Wendy Cope Reads Her Shakespeare Poem

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Photo by Angus McBean

Photo by Angus McBean

Wendy Cope O.B.E. took up her post as The Shakespeare Birthplace Trust’s Writer in Residence about a month ago. She’s been living nearby in a beautiful cottage that belongs to The Hosking Houses Trust for women writers.

The Shakespeare Birthplace Trust commissioned her to write three poems as part of its 60th Stratford-upon-Avon Poetry Festival. Wendy has kindly agreed that four of her Residency poems can be posted here, accompanied by recordings of her reading them.

The first is her commissioned poem about Shakespeare.

She’s chosen to recall her first ever visit to Stratford-upon-Avon in 1961 when she saw, among other sites and productions, As You Like It. Vanessa Redgrave was a famous Rosalind, but the poem is about the Jaques, played by Max Adrian.

It’s a perfectly turned Shakespearian sonnet which evokes theatrical memories, the excitement of a young person seeing Shakespeare performed, character criticism, and shows how the effect of seeing Shakespeare in performance can stay with us even after over fifty years.

Her poem, which she read at The Shakespeare Centre last Sunday, is illustrated by a photograph of Max Adrian from the archives of The Royal Shakespeare Company which are cared for by The Shakespeare Birthplace Trust.


It’s sad to think the actor never knew
About the teenage girl who saw him play
In As You Like It long ago and who
Can still recall his face and voice today:
His Jaques dignified, aloof and dry –
No bellowing, no sawing of the air,
Nothing that could offend the author’s eye
Or ear, if you imagined he was there.
More than fifty years have passed since then
But when I read the text it’s him I see,
And when I watch it on the stage again
Jaques doesn’t stand a chance with me.
Max nailed the part and no-one else will do.
And that, it’s possible to hope, he knew.

by Wendy Cope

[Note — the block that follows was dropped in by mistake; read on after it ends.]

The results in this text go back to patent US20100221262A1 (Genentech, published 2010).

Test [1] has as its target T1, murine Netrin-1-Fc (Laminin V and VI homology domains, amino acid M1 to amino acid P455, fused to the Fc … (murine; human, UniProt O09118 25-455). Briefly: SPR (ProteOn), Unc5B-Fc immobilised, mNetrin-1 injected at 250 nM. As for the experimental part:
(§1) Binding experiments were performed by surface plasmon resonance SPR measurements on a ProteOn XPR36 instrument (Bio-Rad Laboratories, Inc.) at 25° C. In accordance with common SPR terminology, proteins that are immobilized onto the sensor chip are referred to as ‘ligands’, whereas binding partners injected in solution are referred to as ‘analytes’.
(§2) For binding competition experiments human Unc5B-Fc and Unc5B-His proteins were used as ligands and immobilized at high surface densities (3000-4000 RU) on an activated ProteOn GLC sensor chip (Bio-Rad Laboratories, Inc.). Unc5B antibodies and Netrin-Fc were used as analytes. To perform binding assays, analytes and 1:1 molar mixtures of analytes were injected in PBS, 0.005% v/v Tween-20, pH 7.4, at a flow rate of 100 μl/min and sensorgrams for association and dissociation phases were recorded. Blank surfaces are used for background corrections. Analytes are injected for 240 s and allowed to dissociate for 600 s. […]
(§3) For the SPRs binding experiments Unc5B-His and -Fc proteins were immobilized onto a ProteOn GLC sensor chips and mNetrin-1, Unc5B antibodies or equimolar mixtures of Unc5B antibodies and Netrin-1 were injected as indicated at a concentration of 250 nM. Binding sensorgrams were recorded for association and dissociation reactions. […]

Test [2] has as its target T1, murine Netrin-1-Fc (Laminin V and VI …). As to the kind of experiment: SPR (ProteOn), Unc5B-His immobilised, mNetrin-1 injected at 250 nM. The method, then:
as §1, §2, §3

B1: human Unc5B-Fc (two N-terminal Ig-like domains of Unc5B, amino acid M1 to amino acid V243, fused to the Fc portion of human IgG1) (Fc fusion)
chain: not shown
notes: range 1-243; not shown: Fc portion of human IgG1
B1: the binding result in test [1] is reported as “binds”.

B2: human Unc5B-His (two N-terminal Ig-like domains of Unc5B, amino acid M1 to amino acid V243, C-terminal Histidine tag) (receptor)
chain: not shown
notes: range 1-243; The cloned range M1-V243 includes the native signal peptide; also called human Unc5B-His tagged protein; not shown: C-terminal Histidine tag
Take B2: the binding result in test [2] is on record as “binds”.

(reproduced by kind permission of the author)

Listen to Wendy read her poem by clicking ‘play’ on the bar below:

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Author:Paul Edmondson

Head of Research and Knowledge and Director of the Stratford-upon-Avon Poetry Festival for The Shakespeare Birthplace Trust. Follow Paul on Twitter @paul_edmondson
  • richroach

    Wendy Cope’s sonnet about Max Adrian is beautiful and reflects what a
    lot of people experience when Shakespeare is done right. She adds a
    slight touch of Hamlet’s acting advice about not sawing the air and
    adding nothing to offend the eye or ear, but seamlessly. I imagine
    Shakespeare himself would adore this poem because it speaks about why we
    all love Shakespearean theatre; it stirs us, it allows us to identify
    with characters AND actors. How many times, after a performance, does
    one actor’s performance stand out in your mind, or perhaps it was an
    actor’s voice, mannerisms, or something else that tied you to the
    performance. In Wendy Cope’s eyes, Jaques was performed with dignity, a
    full and wonderful character in his own right, and her final lines are
    her greatest gift. May all actors know that such thoughts harbour in
    their audience’s hearts for them too. What actors do DOES matter. This
    poem wonderfully captures the bond that exists between the characters,
    the actors that bring them to life, and the spectators: it is an
    incredibly intimate bond. Bravo, Wendy, for using the Shakespearean
    sonnet form to perfection as well!

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